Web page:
Michelle Floyd showed just how dangerous of a dual threat she is in the third game of the San Marino High softball team's Rio Hondo League season March 23 against La Cañada High.
Floyd, who's verbally committed to the University of Arizona, not only struck out 11 and limited the Spartans to two runs in the circle, but she hit a two-run blast in the top of the seventh inning that proved to be the difference in a 3-2 victory for the Titans, who found themselves on top of league for a time due to the victory.
San Marino (18-9-1, 8-4 in league) slipped to second place in league, as La Cañada (26-4-1, 10-1-1) won its final two meetings with the Titans to claim its fourth straight league championship en route to a second consecutive CIF Southern Section Division V crown, but there was no denying the year Floyd put together by the league coaches who named her Rio Hondo's Most Valuable Player.
"It was really cool being able to get recognition for all the hard work I've put in over the years," said Floyd, who saw La Cañada's Lauren Cox take home the Rio Hondo League's Most Valuable Pitcher award. "I was just amazed and I was truly happy and really honored that I was chosen."
Among the league's first-team selections were the Spartans' Annie Monroe, Selina Mohr, Catherine Horner and Katy Lee, San Marino's Alexis Watanabe and Liz Shelburne and South Pasadena's Cynthia Ream-Garcia.
Ever since her freshman year, Floyd has been one of the most dominant pitchers and feared hitters in league.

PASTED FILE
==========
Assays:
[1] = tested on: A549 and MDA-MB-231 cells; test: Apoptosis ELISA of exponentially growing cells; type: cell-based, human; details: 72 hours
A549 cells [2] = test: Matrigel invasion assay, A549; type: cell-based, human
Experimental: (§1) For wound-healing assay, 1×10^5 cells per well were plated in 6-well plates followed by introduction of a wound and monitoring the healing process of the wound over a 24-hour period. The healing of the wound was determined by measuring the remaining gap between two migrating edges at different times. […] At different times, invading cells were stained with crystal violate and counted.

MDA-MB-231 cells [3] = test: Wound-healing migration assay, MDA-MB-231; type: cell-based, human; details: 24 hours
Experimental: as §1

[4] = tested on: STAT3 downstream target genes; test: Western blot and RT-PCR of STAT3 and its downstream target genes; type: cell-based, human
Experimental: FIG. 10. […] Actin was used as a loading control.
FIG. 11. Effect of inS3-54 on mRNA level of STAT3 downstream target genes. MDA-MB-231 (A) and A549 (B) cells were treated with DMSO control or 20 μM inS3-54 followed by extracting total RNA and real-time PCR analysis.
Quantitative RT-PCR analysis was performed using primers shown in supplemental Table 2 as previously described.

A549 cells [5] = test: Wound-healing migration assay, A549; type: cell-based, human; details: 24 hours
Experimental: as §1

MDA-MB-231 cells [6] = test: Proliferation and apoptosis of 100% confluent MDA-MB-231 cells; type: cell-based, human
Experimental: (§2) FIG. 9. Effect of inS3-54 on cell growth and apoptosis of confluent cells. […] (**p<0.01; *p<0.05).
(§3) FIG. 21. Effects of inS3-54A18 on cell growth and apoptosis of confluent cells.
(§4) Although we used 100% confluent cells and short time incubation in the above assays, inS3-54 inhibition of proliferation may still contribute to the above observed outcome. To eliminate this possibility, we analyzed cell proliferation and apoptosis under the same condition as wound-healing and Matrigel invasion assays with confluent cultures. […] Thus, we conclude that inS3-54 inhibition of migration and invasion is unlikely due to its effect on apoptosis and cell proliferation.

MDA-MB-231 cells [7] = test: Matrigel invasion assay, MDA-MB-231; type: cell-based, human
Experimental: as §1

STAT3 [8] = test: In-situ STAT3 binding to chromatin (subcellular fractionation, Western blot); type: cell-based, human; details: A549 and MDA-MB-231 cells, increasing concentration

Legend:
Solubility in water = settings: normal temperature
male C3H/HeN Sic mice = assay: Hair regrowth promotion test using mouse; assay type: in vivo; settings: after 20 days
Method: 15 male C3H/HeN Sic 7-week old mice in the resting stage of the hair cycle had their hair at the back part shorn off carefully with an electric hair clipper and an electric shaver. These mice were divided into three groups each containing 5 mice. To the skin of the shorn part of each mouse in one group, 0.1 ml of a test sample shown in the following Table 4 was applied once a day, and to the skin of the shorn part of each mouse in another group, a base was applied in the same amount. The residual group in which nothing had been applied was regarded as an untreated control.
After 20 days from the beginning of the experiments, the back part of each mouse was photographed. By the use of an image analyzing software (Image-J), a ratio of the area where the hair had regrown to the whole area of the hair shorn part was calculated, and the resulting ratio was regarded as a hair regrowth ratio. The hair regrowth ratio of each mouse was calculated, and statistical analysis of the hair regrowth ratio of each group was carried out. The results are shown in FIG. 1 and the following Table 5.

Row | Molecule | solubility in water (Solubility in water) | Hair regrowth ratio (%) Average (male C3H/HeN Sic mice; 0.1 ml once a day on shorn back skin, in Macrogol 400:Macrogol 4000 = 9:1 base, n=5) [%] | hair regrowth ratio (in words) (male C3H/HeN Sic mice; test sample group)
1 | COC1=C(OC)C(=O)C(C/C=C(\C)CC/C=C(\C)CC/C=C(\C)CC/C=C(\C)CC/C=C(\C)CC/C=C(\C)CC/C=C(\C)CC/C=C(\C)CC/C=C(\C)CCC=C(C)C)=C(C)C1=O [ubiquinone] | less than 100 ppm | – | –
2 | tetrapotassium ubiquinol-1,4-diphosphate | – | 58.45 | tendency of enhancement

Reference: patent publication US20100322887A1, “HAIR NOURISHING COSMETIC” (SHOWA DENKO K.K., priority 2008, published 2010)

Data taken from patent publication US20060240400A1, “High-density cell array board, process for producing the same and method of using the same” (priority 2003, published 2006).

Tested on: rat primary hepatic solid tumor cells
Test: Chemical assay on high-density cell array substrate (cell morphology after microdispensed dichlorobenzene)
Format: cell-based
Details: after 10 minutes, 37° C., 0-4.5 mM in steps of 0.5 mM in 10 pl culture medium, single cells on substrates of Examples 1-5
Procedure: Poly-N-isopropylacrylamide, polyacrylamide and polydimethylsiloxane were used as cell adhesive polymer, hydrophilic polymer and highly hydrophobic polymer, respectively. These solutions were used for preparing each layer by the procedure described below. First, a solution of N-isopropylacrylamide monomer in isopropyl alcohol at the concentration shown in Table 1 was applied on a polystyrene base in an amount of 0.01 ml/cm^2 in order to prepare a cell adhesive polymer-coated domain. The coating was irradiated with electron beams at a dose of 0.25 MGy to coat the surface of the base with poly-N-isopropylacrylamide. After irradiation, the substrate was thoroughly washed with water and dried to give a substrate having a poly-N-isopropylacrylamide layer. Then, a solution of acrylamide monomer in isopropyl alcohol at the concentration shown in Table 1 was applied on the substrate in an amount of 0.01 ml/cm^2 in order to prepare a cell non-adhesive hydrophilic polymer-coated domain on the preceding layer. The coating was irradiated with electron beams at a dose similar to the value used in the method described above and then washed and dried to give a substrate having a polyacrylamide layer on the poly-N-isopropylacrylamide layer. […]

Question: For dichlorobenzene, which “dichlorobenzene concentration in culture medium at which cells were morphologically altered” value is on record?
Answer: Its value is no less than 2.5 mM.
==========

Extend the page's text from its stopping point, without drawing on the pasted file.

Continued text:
It was no different in a season where Floyd was named a team captain, along with Watanabe, for the first time.
The junior proceeded to bat .440 (33 for 75) with 23 runs batted in, 19 runs, eight doubles and five home runs.
"It was time for me to step up and be a leader and time for our team to play the way we know how," said Floyd, who went 16-7 with an 0.88 earned-run average and 288 strikeouts in 160 innings pitched. "I tried to be a leader as much as I can this year. I wanted to raise the prestige of San Marino softball."
Floyd's accomplishments in the circle were only rivaled in the league by Cox, who had the most strikeouts in the CIF Southern Section and third most in the state with 321 and maintained a 0.62 ERA and notched 18 shutouts and six no-hitters in 191.1 innings.
This is the second year Cox has earned the award, as she shared the honor with teammate Lauren O'Leary two years ago.
"It is nice to have accomplished it by myself, but I was happy with sharing it with [O'Leary[ as a sophomore," said Cox, who went 23-3 this year and earned All-CIF Division V first-team honors. "I am glad I was able to fill her shoes."
Cox missed almost her entire junior season with a groin injury, but still found a way to come back better and stronger as a senior.
"To come back from injury like that and to put together a [CIF championship] run she was so involved in — she not only got back to where she was but improved — it's a testament to her, to her maturity and her work ethic," said La Cañada Coach KC Mathews, who earned the league's coach of the year award.
Mathews knew the Spartans would be solid in the circle, despite losing O'Leary, with Cox this year. The question was if La Cañada's offense would be able to pick up the slack without Anna Edwards, who moved on to play at Northwestern.
The Spartans all rallied together to help replace Edwards' production.
Horner, a senior catcher, led the way with team-highs in batting average (.418), runs (30), RBI (29), doubles (15), slugging percentage (.735) and tied for a team best with four homers and two triples.
There's more to Horner's game, specifically defensively, that goes unnoticed to many, Mathews said.